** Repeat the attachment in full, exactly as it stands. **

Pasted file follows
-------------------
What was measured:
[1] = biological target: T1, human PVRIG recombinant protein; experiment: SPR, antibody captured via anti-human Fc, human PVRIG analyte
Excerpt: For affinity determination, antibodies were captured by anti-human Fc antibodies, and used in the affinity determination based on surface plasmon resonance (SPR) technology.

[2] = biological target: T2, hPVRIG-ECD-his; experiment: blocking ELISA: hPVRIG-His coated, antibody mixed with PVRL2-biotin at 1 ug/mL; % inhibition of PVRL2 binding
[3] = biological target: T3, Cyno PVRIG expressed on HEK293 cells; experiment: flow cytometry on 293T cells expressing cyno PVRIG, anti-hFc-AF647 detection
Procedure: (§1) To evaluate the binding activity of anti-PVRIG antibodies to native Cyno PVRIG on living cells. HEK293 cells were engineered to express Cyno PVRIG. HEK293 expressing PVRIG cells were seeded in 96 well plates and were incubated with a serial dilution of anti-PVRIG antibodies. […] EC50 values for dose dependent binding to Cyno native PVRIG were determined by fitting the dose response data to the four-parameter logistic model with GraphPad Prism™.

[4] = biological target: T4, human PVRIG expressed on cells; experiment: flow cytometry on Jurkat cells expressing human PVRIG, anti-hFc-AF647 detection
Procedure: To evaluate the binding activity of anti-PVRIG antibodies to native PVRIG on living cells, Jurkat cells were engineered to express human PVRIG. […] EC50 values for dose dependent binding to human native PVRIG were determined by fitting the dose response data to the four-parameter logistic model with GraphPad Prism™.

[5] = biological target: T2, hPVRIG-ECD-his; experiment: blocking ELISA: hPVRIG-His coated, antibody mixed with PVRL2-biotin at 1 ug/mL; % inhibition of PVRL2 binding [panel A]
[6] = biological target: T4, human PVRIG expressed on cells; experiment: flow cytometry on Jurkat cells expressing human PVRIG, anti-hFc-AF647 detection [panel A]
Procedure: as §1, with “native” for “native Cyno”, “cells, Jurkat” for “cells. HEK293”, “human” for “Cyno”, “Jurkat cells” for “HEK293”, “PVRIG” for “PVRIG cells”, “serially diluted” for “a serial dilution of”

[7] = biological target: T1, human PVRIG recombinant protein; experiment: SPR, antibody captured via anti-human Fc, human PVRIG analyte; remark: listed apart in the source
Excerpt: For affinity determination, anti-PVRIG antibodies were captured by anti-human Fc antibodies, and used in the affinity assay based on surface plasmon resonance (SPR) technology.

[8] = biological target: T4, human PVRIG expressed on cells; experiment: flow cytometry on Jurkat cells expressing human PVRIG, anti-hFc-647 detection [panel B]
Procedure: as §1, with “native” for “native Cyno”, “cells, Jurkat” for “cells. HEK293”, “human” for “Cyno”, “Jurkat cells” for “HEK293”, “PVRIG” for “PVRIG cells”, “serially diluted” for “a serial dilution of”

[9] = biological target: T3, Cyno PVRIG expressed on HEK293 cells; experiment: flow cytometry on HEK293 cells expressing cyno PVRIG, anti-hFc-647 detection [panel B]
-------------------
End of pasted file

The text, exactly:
What was measured:
[1] = biological target: T1, human PVRIG recombinant protein; experiment: SPR, antibody captured via anti-human Fc, human PVRIG analyte
Excerpt: For affinity determination, antibodies were captured by anti-human Fc antibodies, and used in the affinity determination based on surface plasmon resonance (SPR) technology.

[2] = biological target: T2, hPVRIG-ECD-his; experiment: blocking ELISA: hPVRIG-His coated, antibody mixed with PVRL2-biotin at 1 ug/mL; % inhibition of PVRL2 binding
[3] = biological target: T3, Cyno PVRIG expressed on HEK293 cells; experiment: flow cytometry on 293T cells expressing cyno PVRIG, anti-hFc-AF647 detection
Procedure: (§1) To evaluate the binding activity of anti-PVRIG antibodies to native Cyno PVRIG on living cells. HEK293 cells were engineered to express Cyno PVRIG. HEK293 expressing PVRIG cells were seeded in 96 well plates and were incubated with a serial dilution of anti-PVRIG antibodies. […] EC50 values for dose dependent binding to Cyno native PVRIG were determined by fitting the dose response data to the four-parameter logistic model with GraphPad Prism™.

[4] = biological target: T4, human PVRIG expressed on cells; experiment: flow cytometry on Jurkat cells expressing human PVRIG, anti-hFc-AF647 detection
Procedure: To evaluate the binding activity of anti-PVRIG antibodies to native PVRIG on living cells, Jurkat cells were engineered to express human PVRIG. […] EC50 values for dose dependent binding to human native PVRIG were determined by fitting the dose response data to the four-parameter logistic model with GraphPad Prism™.

[5] = biological target: T2, hPVRIG-ECD-his; experiment: blocking ELISA: hPVRIG-His coated, antibody mixed with PVRL2-biotin at 1 ug/mL; % inhibition of PVRL2 binding [panel A]
[6] = biological target: T4, human PVRIG expressed on cells; experiment: flow cytometry on Jurkat cells expressing human PVRIG, anti-hFc-AF647 detection [panel A]
Procedure: as §1, with “native” for “native Cyno”, “cells, Jurkat” for “cells. HEK293”, “human” for “Cyno”, “Jurkat cells” for “HEK293”, “PVRIG” for “PVRIG cells”, “serially diluted” for “a serial dilution of”

[7] = biological target: T1, human PVRIG recombinant protein; experiment: SPR, antibody captured via anti-human Fc, human PVRIG analyte; remark: listed apart in the source
Excerpt: For affinity determination, anti-PVRIG antibodies were captured by anti-human Fc antibodies, and used in the affinity assay based on surface plasmon resonance (SPR) technology.

[8] = biological target: T4, human PVRIG expressed on cells; experiment: flow cytometry on Jurkat cells expressing human PVRIG, anti-hFc-647 detection [panel B]
Procedure: as §1, with “native” for “native Cyno”, “cells, Jurkat” for “cells. HEK293”, “human” for “Cyno”, “Jurkat cells” for “HEK293”, “PVRIG” for “PVRIG cells”, “serially diluted” for “a serial dilution of”

[9] = biological target: T3, Cyno PVRIG expressed on HEK293 cells; experiment: flow cytometry on HEK293 cells expressing cyno PVRIG, anti-hFc-647 detection [panel B]